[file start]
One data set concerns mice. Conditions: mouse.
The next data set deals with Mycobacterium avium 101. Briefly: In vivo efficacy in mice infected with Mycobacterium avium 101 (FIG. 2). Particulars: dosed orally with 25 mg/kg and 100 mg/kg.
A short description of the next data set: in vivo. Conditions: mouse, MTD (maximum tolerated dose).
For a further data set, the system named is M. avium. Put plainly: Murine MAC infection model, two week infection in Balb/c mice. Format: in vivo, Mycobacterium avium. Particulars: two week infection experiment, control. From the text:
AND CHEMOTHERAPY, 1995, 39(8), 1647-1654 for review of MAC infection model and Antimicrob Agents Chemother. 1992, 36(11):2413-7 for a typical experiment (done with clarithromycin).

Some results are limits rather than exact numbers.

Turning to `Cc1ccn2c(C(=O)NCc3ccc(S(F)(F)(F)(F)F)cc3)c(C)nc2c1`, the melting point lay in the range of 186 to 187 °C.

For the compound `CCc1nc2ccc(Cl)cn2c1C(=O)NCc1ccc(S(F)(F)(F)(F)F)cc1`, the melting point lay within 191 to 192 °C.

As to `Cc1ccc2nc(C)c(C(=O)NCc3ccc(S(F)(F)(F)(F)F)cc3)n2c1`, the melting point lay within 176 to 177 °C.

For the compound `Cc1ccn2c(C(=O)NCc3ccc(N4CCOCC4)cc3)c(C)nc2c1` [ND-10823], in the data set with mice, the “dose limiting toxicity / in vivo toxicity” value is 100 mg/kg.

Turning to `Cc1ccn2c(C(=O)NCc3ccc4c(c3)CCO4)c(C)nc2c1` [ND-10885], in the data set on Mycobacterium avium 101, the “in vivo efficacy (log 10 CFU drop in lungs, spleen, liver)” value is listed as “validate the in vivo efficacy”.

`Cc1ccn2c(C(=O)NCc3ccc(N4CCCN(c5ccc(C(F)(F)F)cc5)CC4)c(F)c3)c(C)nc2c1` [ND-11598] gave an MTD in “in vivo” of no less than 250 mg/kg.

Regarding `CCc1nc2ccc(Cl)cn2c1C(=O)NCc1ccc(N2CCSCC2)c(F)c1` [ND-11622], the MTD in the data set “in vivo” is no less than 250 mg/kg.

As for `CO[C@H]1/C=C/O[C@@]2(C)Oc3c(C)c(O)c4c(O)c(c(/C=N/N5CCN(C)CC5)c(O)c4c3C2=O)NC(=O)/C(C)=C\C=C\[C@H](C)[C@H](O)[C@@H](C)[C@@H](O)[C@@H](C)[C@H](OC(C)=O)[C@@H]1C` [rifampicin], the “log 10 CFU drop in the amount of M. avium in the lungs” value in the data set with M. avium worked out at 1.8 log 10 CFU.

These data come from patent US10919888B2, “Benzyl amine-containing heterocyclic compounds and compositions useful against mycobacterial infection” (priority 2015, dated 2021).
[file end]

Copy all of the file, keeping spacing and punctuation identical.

One data set concerns mice. Conditions: mouse.
The next data set deals with Mycobacterium avium 101. Briefly: In vivo efficacy in mice infected with Mycobacterium avium 101 (FIG. 2). Particulars: dosed orally with 25 mg/kg and 100 mg/kg.
A short description of the next data set: in vivo. Conditions: mouse, MTD (maximum tolerated dose).
For a further data set, the system named is M. avium. Put plainly: Murine MAC infection model, two week infection in Balb/c mice. Format: in vivo, Mycobacterium avium. Particulars: two week infection experiment, control. From the text:
AND CHEMOTHERAPY, 1995, 39(8), 1647-1654 for review of MAC infection model and Antimicrob Agents Chemother. 1992, 36(11):2413-7 for a typical experiment (done with clarithromycin).

Some results are limits rather than exact numbers.

Turning to `Cc1ccn2c(C(=O)NCc3ccc(S(F)(F)(F)(F)F)cc3)c(C)nc2c1`, the melting point lay in the range of 186 to 187 °C.

For the compound `CCc1nc2ccc(Cl)cn2c1C(=O)NCc1ccc(S(F)(F)(F)(F)F)cc1`, the melting point lay within 191 to 192 °C.

As to `Cc1ccc2nc(C)c(C(=O)NCc3ccc(S(F)(F)(F)(F)F)cc3)n2c1`, the melting point lay within 176 to 177 °C.

For the compound `Cc1ccn2c(C(=O)NCc3ccc(N4CCOCC4)cc3)c(C)nc2c1` [ND-10823], in the data set with mice, the “dose limiting toxicity / in vivo toxicity” value is 100 mg/kg.

Turning to `Cc1ccn2c(C(=O)NCc3ccc4c(c3)CCO4)c(C)nc2c1` [ND-10885], in the data set on Mycobacterium avium 101, the “in vivo efficacy (log 10 CFU drop in lungs, spleen, liver)” value is listed as “validate the in vivo efficacy”.

`Cc1ccn2c(C(=O)NCc3ccc(N4CCCN(c5ccc(C(F)(F)F)cc5)CC4)c(F)c3)c(C)nc2c1` [ND-11598] gave an MTD in “in vivo” of no less than 250 mg/kg.

Regarding `CCc1nc2ccc(Cl)cn2c1C(=O)NCc1ccc(N2CCSCC2)c(F)c1` [ND-11622], the MTD in the data set “in vivo” is no less than 250 mg/kg.

As for `CO[C@H]1/C=C/O[C@@]2(C)Oc3c(C)c(O)c4c(O)c(c(/C=N/N5CCN(C)CC5)c(O)c4c3C2=O)NC(=O)/C(C)=C\C=C\[C@H](C)[C@H](O)[C@@H](C)[C@@H](O)[C@@H](C)[C@H](OC(C)=O)[C@@H]1C` [rifampicin], the “log 10 CFU drop in the amount of M. avium in the lungs” value in the data set with M. avium worked out at 1.8 log 10 CFU.

These data come from patent US10919888B2, “Benzyl amine-containing heterocyclic compounds and compositions useful against mycobacterial infection” (priority 2015, dated 2021).